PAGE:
The Germanwings plane crash was an “unbelievable horror” for the families of those who were killed, German president Joachim Gauck told hundreds of relatives and dignitaries attending a memorial service in Cologne yesterday.
He said the tragedy had been compounded by the apparent senselessness of the co-pilot’s actions in bringing down the plane.
Mr Gauck said people across Germany, which lost 72 citizens, were still coming to grips with the 24 March crash. The second biggest group of victims was from Spain, which lost 51 of its people.
Prosecutors say co-pilot Andreas Lubitz deliberately crashed the plane into the French Alps on the way from Barcelona to Duesseldorf, killing all 150 aboard. They are still trying to determine why.
“We really don’t know what was going through his head during those deciding seconds, in the deciding minutes,” Mr Gauck told the congregation that included German chancellor Angela Merkel, ministers from Spain and France and the heads of Germanwings and its parent airline, Lufthansa.
“But we do know that his relatives also lost on 24 March a person whom they loved, who leaves a void in their lives – in a way for which they can find as little sense as all of the others’ relatives.
“Maybe that is what appalled us so much, the senselessness of what took place.”
Lubitz’s parents had been invited to the service but were not attending, organisers confirmed. The couple have not spoken publicly about the crash.
In the church, the steps to the altar were covered with 150 lighted candles, one for each person who died. A choir sang hymns, and religious leaders said multi-denominational prayers.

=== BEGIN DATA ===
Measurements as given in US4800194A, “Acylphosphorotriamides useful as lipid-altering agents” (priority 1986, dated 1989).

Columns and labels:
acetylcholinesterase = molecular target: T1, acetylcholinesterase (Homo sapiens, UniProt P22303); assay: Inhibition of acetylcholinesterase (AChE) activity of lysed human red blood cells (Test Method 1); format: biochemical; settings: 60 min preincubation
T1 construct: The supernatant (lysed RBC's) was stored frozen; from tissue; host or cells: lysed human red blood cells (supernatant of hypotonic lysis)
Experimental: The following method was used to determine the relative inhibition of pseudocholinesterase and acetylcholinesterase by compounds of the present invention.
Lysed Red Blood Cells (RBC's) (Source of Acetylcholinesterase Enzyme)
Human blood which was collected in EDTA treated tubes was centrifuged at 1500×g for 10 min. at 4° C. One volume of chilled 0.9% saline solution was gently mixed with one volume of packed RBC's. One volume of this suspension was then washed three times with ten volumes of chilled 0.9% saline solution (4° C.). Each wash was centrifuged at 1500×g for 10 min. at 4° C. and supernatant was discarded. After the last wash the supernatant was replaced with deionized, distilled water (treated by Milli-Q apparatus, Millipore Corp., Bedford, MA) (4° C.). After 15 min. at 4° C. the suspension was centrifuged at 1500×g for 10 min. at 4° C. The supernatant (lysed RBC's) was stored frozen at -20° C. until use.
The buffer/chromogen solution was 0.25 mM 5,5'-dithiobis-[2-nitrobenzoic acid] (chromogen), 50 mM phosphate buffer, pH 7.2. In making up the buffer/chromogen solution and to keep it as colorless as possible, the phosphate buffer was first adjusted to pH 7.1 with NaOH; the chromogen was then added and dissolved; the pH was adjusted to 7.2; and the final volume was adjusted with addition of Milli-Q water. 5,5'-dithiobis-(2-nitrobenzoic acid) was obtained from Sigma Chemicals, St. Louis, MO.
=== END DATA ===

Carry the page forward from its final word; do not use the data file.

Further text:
Lufthansa carried a live-stream on its website and took out full-page advertisements in many of Germany’s leading newspapers expressing sympathy. Flags were ordered to be flown at half-mast around the country.
Cardinal Rainer Maria Woelki, the Roman Catholic archbishop of Cologne, told victims’ relatives that words alone were too weak to give them any solace but that they should take comfort in the number of people at the memorial service, and those following it online or on television.
“You are not alone in these hours of loneliness,” he said.
Pilots and air stewards were asked not to wear their uniforms, in a mark of respect towards relatives of the dead. Psychologists advised that such a sight might be traumatising, owing to the fact it was a Germanwings pilot who crashed the plane.
The airline has revealed that some of its staff are still too distressed to fly.
The service, led by Cardinal Woelki and Annette Kurschus, a Protestant pastor, was broadcast live on German television.
So far no remains have been released for burial as investigators continue to try to piece together the precise details of the crash and to identify the victims. As such, psychologists who have treated some of the relatives say the memorial service had taken on an even greater significance for the families.
The Germanwings disaster led to air carriers across the world introducing a “rule of two” to prevent a pilot ever being alone on the flight deck.
It has also sparked a debate over the extent to which medical professionals should be obliged to inform authorities about patients with suicidal tendencies if they have a job that might affect public safety.